The string length measure was introduced by Hendrickson and Hendrickson (1980) based on Rhodes’ et al. (1969) excursion measure, which they determined using a map-reading wheel following the ERP curve. They reported a high correlation of 0.77 between the string measure and IQ (Eureka!). It seemed as though a useful biomarker of IQ was discovered. The theoretical explanation was that differences in intelligence reflect the rate at which errors are produced during the train of neural transmissions underlying problem solving. High IQ individuals make fewer errors than low IQ individuals, thus the individual epochs are less variable from trial to trial, preserving more detail of the single evoked response, and therefore producing a more complex ERP (Hendrickson and Hendrickson, 1980). High correlations were also reported by Stough et al. (1990). Others found modest correlations (e.g., Haier et al., 1983), correlations near zero (e.g., Barrett and Eysenck, 1994), and even negative correlations (e.g., Bates and Eysenck, 1993). Negative correlations between the string measure and verbal IQ, and positive correlations with performance IQ were observed by Batt et al. (1999). These contradictory observations provoked numerous theories which have attempted to explain the ERP-IQ relationship. Bates and Eysenck (1993) proposed that the relationship between the string measure and IQ depends on the attentional demands of the task. Tasks which demand focused attention produce a negative correlation between IQ and string length, because the string measure is supposed to index the efficiency of the brain. In unattended conditions, however, the string measure indexes brain capacity and therefore the correlation is expected to be positive. Studies by Burns et al. (1997) and Batt et al. (1999) did not confirm this hypothesis. The bitter end for the string length measure came with the conclusion by Burns et al. (1997), stating that it is not a valid measure of the ERP.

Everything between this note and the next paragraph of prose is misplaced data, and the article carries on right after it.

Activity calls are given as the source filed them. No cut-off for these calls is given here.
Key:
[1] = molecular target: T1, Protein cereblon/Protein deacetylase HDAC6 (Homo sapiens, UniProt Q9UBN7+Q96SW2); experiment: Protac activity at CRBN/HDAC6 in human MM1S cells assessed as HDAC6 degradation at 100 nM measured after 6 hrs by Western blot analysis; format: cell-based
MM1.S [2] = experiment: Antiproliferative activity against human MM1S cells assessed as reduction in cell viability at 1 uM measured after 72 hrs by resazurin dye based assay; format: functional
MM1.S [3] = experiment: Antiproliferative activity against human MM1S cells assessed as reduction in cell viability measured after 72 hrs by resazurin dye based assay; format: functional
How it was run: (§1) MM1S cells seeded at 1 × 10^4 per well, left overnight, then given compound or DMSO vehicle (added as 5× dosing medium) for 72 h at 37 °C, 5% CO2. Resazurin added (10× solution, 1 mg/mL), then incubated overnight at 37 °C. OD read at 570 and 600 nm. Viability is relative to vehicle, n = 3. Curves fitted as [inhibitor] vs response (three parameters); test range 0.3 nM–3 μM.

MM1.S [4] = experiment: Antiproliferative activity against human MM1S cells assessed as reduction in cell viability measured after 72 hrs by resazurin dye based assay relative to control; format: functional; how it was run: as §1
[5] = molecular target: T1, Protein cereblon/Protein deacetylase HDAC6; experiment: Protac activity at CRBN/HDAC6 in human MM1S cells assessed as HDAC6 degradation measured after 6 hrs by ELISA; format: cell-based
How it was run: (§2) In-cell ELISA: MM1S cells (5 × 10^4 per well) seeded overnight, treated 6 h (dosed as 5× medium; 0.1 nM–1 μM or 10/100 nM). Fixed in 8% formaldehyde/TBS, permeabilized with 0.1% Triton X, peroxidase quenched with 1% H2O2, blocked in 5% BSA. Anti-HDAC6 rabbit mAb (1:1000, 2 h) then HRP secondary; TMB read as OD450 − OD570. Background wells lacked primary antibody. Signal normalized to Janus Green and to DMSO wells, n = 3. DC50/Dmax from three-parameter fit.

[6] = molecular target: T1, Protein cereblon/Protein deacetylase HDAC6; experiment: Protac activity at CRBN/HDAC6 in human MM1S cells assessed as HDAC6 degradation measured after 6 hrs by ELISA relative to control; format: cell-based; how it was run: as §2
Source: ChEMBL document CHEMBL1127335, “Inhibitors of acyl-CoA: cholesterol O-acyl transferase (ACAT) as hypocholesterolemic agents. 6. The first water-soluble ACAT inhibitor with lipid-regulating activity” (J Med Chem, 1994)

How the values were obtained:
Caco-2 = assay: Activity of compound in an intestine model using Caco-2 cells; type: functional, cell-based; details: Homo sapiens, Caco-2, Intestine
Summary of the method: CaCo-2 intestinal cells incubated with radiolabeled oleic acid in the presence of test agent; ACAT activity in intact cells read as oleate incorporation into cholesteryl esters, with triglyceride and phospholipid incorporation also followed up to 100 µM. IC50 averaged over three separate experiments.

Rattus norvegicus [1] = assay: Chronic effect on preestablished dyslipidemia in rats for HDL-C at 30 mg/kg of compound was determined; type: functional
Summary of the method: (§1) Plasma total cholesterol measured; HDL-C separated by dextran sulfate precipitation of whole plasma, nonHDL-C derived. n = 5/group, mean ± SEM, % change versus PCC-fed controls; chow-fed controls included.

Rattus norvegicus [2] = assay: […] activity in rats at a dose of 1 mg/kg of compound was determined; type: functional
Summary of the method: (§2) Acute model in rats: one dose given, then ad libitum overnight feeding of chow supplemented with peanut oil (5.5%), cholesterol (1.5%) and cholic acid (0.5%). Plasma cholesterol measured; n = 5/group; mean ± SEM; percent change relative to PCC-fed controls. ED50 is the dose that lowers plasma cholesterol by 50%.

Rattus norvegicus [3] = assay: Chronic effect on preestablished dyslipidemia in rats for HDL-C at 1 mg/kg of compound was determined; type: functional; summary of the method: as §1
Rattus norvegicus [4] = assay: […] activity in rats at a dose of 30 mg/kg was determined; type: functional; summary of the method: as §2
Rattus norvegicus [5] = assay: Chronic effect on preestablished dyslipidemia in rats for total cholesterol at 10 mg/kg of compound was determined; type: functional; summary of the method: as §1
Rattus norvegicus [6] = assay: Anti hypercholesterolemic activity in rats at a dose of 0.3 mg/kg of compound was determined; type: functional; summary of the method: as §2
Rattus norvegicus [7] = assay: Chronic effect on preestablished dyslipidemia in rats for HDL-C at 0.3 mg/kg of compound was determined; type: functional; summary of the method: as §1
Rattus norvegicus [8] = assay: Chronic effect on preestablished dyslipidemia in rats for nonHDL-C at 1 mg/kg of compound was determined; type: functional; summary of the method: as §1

Nonlinear Dynamical Systems and Chaos Theory
Nonlinear EEG analysis started in 1985, when Rapp et al. (1985) used chaos theory to analyze spontaneous neural activity in the motor cortex of a monkey. The first studies employing chaos theory and nonlinear measures (e.g. Lyapunov exponent L1, correlation dimension D2, or Kolmogorov entropy K2) to explain the brain-intelligence relationship were done in our lab.
During problem solving, less chaotic EEG patterns have been observed in more intelligent individuals (Jaušovec, 1998; Anokhin et al., 1999) and in more creative ones (Mölle et al., 1999). The main problem related to the nonlinear analysis of EEG data is a mathematical one. Most of the measures used to determine low deterministic chaos were not designed to be used with relatively short and noisy data sets such as EEG. Hence, approximate entropy (ApEn) was introduced as a quantification of regularity in time-series data. It has been shown that ApEn can distinguish a wide variety of systems ranging from multi periodic, to stochastic and mixed systems; furthermore, it is applicable to noisy, medium-sized data sets. Mathematically, ApEn measures the likelihood that runs of patterns that are close in one observation remain close on the following incremental comparisons (Pincus, 1995).